It is a tricky present to give because it is anti-climactic.  Both times the gifts were given to 12 year old girls, so they were mature enough to be patient in letting the gift come bit by bit.  It is exciting to look forward to the one-on-one time with Camilla. Since each date we've picked is something she would enjoy, the anticipation is part of the fun.

Cool, old building.  Symphony!
For the month of March, we went to the symphony.  Camilla has always loved the violin.  Unfortunately, I haven't been able to find an affordable teacher for a beginner near us.  She is learning music on the piano until we can transition to violin, which is fine for now, but her first love is violin.
Last night's guest artist was a violinist. 
(If you live near me, the Spokane Symphony has a very affordable family ticket deal.  
You have to call to get it.)

Don't worry, I snapped this before the concert started.

The evening's music was really marvelous, but the best comment I received was as follows:
"You know, Mom.  We listen to classical music all the time at home.  You just turn on the radio and there it is.  You don't really realize that they are real people playing the instruments.  Coming here, though, you can see their fingers moving, and watch their faces and expressions. You can feel the music with your whole body, so even though we're listening to the same music that's on the radio, it isn't like we're just listening; 
it is more like we are participating in the music."


Ta-da! Just like that, she expressed the reason for concerts.

It is a fairly long drive to get from downtown to our woodland cottage, but the drive is part of the date.  It is so nice to be able to take the time with just the one, to make a memory and to get to know her as she is today.  I have to do that, you know, because she continues to change every day.


Saturday, March 19, 2016

Feeling Uninspired

I've been writing this blog for nearly 8 years.  Recently, I've felt like I have nothing to say and that my blog has turned into a semi-boring scrapbook of random family events.  I haven't been excited to record anything because I either (a) have blogged about it before or (b) think no one wants to read what I have to write.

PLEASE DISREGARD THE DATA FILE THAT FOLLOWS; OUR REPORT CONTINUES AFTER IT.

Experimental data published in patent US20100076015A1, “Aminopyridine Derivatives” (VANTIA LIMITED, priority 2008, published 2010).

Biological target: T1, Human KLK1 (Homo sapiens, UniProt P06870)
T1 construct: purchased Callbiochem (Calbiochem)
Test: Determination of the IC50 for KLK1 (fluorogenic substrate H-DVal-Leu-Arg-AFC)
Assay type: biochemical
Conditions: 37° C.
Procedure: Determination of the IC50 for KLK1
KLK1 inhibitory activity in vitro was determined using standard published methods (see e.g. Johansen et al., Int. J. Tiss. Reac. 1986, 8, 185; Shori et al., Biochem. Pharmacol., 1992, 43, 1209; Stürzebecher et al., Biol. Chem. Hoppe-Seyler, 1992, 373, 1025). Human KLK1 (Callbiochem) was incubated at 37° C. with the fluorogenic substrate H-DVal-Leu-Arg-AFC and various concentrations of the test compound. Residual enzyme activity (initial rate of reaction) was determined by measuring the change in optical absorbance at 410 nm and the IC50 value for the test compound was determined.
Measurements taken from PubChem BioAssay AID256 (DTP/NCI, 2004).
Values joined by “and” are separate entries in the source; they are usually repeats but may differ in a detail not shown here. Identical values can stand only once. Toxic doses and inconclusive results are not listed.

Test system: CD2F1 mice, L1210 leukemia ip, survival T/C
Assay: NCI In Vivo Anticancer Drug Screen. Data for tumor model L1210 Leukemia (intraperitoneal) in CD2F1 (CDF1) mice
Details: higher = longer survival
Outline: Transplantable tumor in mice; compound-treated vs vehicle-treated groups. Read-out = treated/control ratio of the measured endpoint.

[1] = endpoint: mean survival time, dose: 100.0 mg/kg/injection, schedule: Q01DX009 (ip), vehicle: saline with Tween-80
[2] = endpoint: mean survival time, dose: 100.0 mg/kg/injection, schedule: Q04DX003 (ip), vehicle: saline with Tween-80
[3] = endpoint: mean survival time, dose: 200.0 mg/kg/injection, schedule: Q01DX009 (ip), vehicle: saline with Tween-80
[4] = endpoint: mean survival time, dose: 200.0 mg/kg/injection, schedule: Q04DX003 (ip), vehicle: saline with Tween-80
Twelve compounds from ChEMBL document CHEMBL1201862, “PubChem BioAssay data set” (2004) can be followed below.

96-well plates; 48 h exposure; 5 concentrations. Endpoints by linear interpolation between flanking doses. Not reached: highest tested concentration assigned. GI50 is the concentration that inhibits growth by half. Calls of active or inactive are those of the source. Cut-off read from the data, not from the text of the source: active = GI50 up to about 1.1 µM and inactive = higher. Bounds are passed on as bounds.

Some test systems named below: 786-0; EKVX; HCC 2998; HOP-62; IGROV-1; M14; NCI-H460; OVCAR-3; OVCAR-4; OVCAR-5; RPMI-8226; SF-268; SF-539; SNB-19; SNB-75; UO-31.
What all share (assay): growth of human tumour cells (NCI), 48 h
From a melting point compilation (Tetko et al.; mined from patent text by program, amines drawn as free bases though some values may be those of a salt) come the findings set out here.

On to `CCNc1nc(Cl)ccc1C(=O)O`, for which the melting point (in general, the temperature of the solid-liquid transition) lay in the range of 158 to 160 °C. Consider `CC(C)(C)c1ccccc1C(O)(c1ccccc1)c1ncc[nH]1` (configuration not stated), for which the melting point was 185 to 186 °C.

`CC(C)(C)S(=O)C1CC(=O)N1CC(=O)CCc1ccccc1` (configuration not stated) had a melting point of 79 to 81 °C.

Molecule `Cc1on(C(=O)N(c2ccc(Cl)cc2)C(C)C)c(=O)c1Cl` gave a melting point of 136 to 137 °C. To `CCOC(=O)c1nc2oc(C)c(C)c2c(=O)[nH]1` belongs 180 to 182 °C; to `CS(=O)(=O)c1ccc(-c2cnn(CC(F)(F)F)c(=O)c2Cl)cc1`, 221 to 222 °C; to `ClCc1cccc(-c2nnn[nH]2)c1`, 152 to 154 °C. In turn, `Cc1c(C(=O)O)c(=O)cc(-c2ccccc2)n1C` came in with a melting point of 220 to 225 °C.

In talking this out with my daughter the other day, my author daughter, we recognized that consistency is sometimes the key to working through writer's block.  It may not be amazing stuff we're writing during that time, but simply practicing the skill will help dig us out of a funk.

So here I am.  I am writing.

Hail in my hair on a recent hike.

You don't want to hear my political rants.  (A socialist, a prick, a criminal and a Canadian are our top four presidential candidates?? What a circus!)

I'd get tired of reading about some other woman's pregnancy. (My mother-in-law, mother of nine, reassured me last night when she said that the anxiety and fear of delivery gets worse with each pregnancy.  I don't know why that reassured me, but maybe it reminded me that even though I've done this a lot and I clearly remember the pain of each one, I have survived them all!)

Other people do recipes, cleaning, and organization much better than I do. (I have taught each of my children to cook for themselves at a very young age because I don't want to be a slave to their stomachs.  I make the more complex dishes and prepare breakfast and dinner most days, but lunch?  Make a sandwich, eggs, canned soup, boxed noodles or something else that doesn't require me!  Recently, I've been fending off complaints that there aren't three squares a day, sitting on the table at a prescribed time.  Talk about getting my dander up!)

I have no projects to present.  (Building the house took it all out of me, followed by a difficult first trimester and being out of money.  This is a problem because our contractor didn't finish the house and there are a lot of projects of varying necessity just waiting for me to get my rear in gear. I'd rather sit here and be grumpy about it than get 'er done. L.A.Z.Y.)

My camera stinks.  (Without a picture to inspire me or THE picture I need to explain something, I get stuck.)

So, that's that.  I'm sorry I am lame, but I've made a commitment to be lame no more.  Tomorrow is Palm Sunday and I'm looking forward to a week of inspiration with my family.  I'm writing, no matter what, and I hope I will find something to say!


Friday, March 4, 2016

I Fixed It!

Our family desktop computer is eight years old. That means you can find it under "dinosaur" in a geek dictionary.  But, it has worked for us, though limped along at times, and I've been able to keep it going.

Until last week.  Last week, it pulled a shenanigan that I couldn't repair.  I tried everything I know.  I searched tutorials and did everything they recommended.

Still nothing.

In expressing frustration to my 17 year old son, who tend to be smug when he can do something his mother cannot, responded,  "I'll fix it when I get home." (He is in Russia right now.)

Oh, heck no!  I will fix it before you return!
There will be no condescending, "It was just __________, Mom."

Guess what.  I fixed it!  I have to admit, I feel like this:



And a bit smug myself.